Formalize accountability measures through an information security policy. That policy should set out roles, responsibilities, reporting mechanisms and requirements for putting in place technical, administrative and physical safeguards.
Implement data protection mechanisms through internal practices and regular evaluation.
Ensure all contracts with third-party service providers provide the same degree of protection as internal mechanisms.
To safeguard your organization against ransomware attacks, the IPC recommends putting in place a strong cybersecurity program. In the factsheet, the IPC provides a comprehensive overview of suggested cybersecurity practices. Notably, an organization should:
Develop a clear understanding of its information holdings in terms of sensitivity and volume. Organizations should be attentive to which employees or service providers have access to information and where it is stored.
Use tools to prevent and detect the methods ransomware attackers use to get access to a network by putting in place email security controls, reducing the number of pathways an attacker can take to get access to the network and regularly scan the network.
Limit user access and authorizations to only those necessary to perform their specific duties and monitor use.
Maintain regular backups stored offline and use data loss prevention tools to log, monitor and block network traffic of irregular file transfers to untrusted destinations or known file upload websites.
Devise a breach response plan. Organizations must take reasonable measures to protect personal information, and several IPC decisions recognize breach response plans as an important element of that obligation. This plan should clearly identify roles for responding to incidents, develop a classification of breach severity and specify procedures for escalation, disconnection, containment, eradication and recovery. Organizations are advised to consult with cybersecurity professionals in drafting this plan and obtain cyber security insurance.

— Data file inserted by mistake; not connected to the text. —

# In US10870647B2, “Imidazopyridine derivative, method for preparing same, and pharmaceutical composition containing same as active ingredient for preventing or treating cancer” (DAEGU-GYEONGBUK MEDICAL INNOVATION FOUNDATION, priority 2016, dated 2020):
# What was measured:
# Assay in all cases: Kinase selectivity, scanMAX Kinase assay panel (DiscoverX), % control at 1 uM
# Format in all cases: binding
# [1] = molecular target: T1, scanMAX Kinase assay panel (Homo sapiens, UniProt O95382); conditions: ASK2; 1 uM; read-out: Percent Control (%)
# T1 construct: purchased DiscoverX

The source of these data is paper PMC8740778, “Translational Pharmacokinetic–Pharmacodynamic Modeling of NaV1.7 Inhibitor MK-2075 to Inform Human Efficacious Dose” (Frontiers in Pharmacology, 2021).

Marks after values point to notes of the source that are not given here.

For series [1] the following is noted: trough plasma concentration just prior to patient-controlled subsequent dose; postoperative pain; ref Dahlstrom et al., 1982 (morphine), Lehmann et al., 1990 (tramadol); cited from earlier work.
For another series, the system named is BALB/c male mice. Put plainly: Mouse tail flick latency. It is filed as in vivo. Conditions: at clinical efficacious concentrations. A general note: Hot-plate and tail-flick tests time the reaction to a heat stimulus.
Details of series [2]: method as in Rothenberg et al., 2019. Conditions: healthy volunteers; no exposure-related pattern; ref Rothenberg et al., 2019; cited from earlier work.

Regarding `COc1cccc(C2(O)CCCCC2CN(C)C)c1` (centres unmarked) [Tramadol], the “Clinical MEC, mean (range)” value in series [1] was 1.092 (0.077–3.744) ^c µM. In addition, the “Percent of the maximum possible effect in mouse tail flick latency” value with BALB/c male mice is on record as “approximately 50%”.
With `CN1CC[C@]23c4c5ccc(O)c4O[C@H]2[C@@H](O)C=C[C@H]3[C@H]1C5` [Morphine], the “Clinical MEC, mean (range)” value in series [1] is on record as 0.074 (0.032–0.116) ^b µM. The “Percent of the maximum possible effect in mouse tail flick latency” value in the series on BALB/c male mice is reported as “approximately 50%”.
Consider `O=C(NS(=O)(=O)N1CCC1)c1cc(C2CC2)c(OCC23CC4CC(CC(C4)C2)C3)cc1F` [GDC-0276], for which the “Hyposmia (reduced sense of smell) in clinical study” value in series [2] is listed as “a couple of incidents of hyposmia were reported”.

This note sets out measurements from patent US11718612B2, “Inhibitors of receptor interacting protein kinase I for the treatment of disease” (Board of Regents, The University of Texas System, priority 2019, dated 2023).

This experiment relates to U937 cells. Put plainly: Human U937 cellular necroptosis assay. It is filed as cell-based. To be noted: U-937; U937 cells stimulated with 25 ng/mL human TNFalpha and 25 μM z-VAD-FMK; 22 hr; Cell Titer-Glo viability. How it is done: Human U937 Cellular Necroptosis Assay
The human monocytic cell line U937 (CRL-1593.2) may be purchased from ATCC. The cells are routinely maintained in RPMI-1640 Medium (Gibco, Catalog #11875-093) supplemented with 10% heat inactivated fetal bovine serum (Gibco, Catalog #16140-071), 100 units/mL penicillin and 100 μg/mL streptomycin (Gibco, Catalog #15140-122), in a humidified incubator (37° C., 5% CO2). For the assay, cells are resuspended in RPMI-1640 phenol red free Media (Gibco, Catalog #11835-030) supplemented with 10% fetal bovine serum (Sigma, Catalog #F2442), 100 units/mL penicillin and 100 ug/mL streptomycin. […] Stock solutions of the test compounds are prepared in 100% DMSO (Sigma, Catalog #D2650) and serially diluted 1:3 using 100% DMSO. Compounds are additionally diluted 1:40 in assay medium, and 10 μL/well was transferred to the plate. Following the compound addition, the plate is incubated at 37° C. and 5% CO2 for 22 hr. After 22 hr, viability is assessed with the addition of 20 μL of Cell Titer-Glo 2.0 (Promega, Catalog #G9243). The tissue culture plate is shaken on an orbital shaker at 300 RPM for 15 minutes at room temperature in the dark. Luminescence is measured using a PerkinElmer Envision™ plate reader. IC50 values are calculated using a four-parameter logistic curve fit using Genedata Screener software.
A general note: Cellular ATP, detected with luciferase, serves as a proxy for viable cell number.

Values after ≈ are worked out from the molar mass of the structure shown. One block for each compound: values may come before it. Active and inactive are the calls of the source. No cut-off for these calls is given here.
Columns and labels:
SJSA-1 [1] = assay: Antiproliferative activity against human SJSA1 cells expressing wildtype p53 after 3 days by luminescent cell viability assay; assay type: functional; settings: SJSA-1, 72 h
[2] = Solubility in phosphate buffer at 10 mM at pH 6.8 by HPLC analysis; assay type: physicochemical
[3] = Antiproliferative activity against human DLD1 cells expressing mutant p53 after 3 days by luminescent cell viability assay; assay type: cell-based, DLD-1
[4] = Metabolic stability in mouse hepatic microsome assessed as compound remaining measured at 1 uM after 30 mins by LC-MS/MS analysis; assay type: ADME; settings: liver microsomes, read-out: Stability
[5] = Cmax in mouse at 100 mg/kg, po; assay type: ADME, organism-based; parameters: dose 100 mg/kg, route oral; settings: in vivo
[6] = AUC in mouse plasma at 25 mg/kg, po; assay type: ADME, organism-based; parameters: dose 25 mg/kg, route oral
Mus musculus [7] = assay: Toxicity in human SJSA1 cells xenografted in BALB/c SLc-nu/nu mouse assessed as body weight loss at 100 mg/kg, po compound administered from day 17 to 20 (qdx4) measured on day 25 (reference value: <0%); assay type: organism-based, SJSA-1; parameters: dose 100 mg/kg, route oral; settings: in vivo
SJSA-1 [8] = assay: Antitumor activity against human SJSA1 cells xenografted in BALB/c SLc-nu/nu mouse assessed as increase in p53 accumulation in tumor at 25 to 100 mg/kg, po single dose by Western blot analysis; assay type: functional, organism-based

In the event of a ransomware attack, organizations should be aware of the data protection and privacy obligations that apply to them in all of the jurisdictions in which they operate, as they may vary. For example, organizations subject to the federal Personal Information Protection and Electronic Documents Act are required to comply with its breach reporting regime. Additionally, Quebec has recently updated its privacy legislation, including new breach reporting obligations. For more information, read our October 2022 Blakes Bulletin: New Breach Reporting Requirements in Force in Quebec.
For assistance, please contact:
Catherine Beagan Flood +1-416-863-2269
Natalie LaMarche +1-416-863-2734
Liliane Langevin +1-514-982-5065
or any other member of our Cybersecurity group.
Blakes and Blakes Business Class communications are intended for informational purposes only and do not constitute legal advice or an opinion on any issue. We would be pleased to provide additional details or advice about specific situations if desired.